How much should I drop my rate to make refinancing worth it?
Homeowners who can lower their mortgage rate by 1 percent or more are generally in a great position to refinance.
But what if you could lower your rate by only half a percent — or even just a quarter of a percentage point? Should you still refinance?
The answer might be yes, depending on your unique situation and your goals. Compare your interest rates and savings to know for sure.
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Is it worth refinancing for 1 percent?
Refinancing to save 1 percent is often worth it. One percentage point is a significant rate drop, and it should generate meaningful monthly savings in most cases.
For example, dropping your rate 1
percent — from 3.75% to 2.75% — could save you $250 per month on a $250,000
loan. That’s nearly a 20% reduction in your monthly mortgage payment.
Those monthly savings can be put toward daily living expenses, emergency funds, investments, or paid back into your mortgage to pay the loan off early and save you even more in interest.
Refinancing for a 1
percent lower rate
|Current Interest Rate||3.75%|
|New Interest Rate||2.75% (-1%)|
|Closing Costs||$5,000 (2%)|
|Time to Break Even||20 months (1.6 years)|
|Worth It?||Yes, if you keep the loan ~2 years or longer|
Keep in mind, ‘breaking even’ with your closing costs isn’t the only way to determine if a refinance is worth it.
A homeowner who plans to move or refinance again before the break-even point might opt for a no-closing-cost refinance.
A no-closing-cost refi typically means the lender covers part or all of your closing costs, and you pay a slightly higher interest rate in exchange.
Accepting this higher rate will eat into your monthly savings. But if you’re still saving enough when compared to your existing mortgage loan, this strategy can still pay off.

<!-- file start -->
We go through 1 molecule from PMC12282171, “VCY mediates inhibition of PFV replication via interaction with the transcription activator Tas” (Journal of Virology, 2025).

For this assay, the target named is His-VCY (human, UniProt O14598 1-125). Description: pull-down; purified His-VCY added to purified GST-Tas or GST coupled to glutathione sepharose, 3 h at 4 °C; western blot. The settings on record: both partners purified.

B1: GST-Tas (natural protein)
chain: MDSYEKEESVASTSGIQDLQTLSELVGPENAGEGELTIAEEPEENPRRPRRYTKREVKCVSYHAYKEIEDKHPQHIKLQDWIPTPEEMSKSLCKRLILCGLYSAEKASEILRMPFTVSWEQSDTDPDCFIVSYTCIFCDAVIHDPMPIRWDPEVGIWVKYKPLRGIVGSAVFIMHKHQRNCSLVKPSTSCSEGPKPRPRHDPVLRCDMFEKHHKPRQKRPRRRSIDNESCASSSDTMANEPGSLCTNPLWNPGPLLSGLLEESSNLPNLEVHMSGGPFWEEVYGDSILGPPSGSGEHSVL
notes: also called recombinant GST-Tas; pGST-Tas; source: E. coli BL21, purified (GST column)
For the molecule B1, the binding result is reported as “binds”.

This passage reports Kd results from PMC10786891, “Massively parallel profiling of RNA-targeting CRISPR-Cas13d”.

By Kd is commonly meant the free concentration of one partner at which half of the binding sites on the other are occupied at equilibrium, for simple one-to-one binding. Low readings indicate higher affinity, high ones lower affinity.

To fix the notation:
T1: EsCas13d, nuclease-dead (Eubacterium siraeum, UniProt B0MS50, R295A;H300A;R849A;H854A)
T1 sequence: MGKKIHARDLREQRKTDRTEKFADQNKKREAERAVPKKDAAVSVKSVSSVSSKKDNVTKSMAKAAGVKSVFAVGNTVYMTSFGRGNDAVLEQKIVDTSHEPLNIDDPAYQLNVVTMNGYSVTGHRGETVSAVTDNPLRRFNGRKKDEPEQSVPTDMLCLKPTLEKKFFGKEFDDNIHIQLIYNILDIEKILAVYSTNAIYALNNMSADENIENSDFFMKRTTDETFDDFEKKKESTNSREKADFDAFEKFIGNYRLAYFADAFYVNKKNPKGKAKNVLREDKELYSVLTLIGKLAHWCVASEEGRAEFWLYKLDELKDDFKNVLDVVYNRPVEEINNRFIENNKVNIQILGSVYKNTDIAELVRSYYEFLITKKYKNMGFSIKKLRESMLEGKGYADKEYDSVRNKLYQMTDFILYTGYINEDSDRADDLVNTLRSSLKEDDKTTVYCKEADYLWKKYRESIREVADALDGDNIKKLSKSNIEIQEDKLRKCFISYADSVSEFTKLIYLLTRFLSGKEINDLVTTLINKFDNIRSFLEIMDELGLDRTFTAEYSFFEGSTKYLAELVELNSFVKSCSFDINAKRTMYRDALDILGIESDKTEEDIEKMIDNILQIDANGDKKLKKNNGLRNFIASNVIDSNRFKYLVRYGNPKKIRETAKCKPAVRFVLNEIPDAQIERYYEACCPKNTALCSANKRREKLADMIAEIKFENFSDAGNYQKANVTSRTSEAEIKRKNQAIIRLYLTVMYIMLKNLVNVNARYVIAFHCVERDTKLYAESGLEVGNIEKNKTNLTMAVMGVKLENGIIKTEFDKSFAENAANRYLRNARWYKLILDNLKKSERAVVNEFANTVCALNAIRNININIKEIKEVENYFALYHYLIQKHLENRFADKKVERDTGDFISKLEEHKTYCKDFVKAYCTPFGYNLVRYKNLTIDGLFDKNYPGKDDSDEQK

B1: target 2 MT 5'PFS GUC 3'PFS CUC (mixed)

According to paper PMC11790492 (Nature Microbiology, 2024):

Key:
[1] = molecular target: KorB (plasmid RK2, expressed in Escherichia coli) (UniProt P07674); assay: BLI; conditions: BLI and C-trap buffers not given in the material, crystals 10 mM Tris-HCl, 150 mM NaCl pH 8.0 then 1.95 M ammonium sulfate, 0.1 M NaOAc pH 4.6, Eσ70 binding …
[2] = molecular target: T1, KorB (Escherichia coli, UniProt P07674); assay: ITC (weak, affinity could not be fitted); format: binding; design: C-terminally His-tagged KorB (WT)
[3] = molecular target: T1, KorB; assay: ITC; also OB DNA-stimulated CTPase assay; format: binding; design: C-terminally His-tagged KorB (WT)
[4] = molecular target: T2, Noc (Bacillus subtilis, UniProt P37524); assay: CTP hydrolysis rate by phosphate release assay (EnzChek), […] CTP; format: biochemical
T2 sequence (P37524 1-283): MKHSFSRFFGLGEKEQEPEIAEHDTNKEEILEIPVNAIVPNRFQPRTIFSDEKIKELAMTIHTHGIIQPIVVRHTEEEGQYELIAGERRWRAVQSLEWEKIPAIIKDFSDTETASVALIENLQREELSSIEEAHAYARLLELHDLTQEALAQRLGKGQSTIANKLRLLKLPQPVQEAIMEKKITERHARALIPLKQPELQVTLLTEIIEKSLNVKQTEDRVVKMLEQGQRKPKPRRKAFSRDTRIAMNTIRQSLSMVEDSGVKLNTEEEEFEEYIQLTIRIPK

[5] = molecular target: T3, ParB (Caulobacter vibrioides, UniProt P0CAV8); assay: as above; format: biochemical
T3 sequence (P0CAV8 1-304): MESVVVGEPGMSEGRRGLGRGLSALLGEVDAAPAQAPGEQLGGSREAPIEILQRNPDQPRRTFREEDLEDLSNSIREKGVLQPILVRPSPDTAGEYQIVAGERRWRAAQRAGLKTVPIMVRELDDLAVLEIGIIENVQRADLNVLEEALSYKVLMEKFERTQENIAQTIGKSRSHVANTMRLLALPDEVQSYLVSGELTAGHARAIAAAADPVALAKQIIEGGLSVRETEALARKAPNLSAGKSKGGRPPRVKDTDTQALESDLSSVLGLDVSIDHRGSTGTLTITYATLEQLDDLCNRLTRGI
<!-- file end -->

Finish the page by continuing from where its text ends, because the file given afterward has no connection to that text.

You’d be avoiding closing costs and still saving money month to month, so you wouldn’t have a break-even point to worry about.
This is often a win-win situation for borrowers who plan to keep their new loan for only a few years.
Another option could be rolling the closing costs into your new loan.
This will increase your principal
balance and total interest paid. But if you’re going to keep the loan for more
than a few years, rolling closing costs into the loan amount may be more
affordable than accepting a no-closing-cost loan with a higher interest rate.
“Most borrowers choose the latter— lumping the
closing costs into the loan so they can receive the lowest possible rate. But
that’s not always the best option unless you plan to stay in your home for at
least several years,” says says Tom Furey,
co-founder of Neat Capital.
Is it worth refinancing for 0.5 percent?
There are two common scenarios when refinancing for 0.5 percent could be worth it:
- If you’ll keep the new loan long enough to recoup closing costs
- OR, if
you can get the lender to cover your closing costs
First, let’s look at a break-even
Remember, the less your rate
drops, the less you save each month. So it takes longer to recoup your closing
costs and start seeing ‘real’ benefits.
For example, dropping your rate 0.5 percent — from 3.75% to 3.25% — could save you about $150 per month on a $300,000 mortgage loan.